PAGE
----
Without the courts or Congress stepping in to protect voter rights, Mississippi served as the shining beacon of a way forward, and state after state in the South followed, copying the Mississippi example and calling state constitutional conventions of their own, establishing Jim Crow in the South.

The racist South may have fallen in defeat in the Civil War, but it rose in victory in the ballot war.

Once Jim Crow was established, Washington was in no hurry to dismantle it. Liberals simply worked around it. For decades, they simply accommodated Southern racists so as not to offend them and to retain the possibility of earning their votes.

Black voters in the region, disenfranchised and therefore disempowered, were essentially written out of the political calculus.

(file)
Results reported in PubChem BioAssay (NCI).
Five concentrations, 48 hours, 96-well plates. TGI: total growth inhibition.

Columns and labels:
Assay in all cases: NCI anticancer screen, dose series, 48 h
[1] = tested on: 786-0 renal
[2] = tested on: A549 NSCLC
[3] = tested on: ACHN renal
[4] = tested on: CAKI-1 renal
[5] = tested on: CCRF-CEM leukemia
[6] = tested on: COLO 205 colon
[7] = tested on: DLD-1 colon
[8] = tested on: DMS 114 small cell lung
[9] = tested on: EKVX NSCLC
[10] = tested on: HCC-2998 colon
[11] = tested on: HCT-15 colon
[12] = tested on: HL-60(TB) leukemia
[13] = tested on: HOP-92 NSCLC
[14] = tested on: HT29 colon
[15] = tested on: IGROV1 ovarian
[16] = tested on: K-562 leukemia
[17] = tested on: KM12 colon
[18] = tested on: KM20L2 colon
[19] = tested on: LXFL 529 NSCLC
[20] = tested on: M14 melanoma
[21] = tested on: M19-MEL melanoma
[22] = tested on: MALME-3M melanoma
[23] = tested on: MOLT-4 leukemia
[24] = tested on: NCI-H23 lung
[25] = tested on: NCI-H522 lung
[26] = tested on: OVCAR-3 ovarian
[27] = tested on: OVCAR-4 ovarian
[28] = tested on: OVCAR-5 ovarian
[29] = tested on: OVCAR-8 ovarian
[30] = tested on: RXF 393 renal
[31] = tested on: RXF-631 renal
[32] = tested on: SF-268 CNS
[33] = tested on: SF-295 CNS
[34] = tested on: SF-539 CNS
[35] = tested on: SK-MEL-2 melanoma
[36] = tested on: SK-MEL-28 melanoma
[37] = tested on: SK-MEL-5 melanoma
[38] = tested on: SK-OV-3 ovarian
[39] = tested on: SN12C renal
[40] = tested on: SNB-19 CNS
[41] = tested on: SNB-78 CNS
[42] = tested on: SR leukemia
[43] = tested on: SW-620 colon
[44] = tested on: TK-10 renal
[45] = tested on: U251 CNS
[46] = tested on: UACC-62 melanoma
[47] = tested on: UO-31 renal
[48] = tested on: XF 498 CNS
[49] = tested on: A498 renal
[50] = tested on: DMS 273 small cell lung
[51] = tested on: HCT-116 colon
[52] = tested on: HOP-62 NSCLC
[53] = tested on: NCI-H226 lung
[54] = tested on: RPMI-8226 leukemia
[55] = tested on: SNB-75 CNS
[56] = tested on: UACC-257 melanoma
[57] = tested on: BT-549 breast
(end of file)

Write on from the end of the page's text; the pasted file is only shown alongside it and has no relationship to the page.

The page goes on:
It would take more than seven decades before Congress would fully restore voting rights for Black people in the South. So, a 30-year-old Black voter in Mississippi who was disenfranchised in 1890 very likely died never having cast another ballot.

These voter suppression efforts were so effective and so emboldening that they even led to a movement — though unsuccessful — to repeal the 15th Amendment, which guaranteed Black men the right to vote.

In 1903, Representative John S. Williams of Mississippi, a proponent of the repeal, called the 15th Amendment “one of the greatest crimes in political history.”

Fast forward to the present, when Donald Trump is calling his election loss “the greatest fraud in the history of our country from an electoral standpoint,” in part because it was made possible by the votes of Black and brown people.

Most of Trump history was a failure and embarrassment, but one of its great ignoble successes is that it is ushering in Jim Crow 2.0.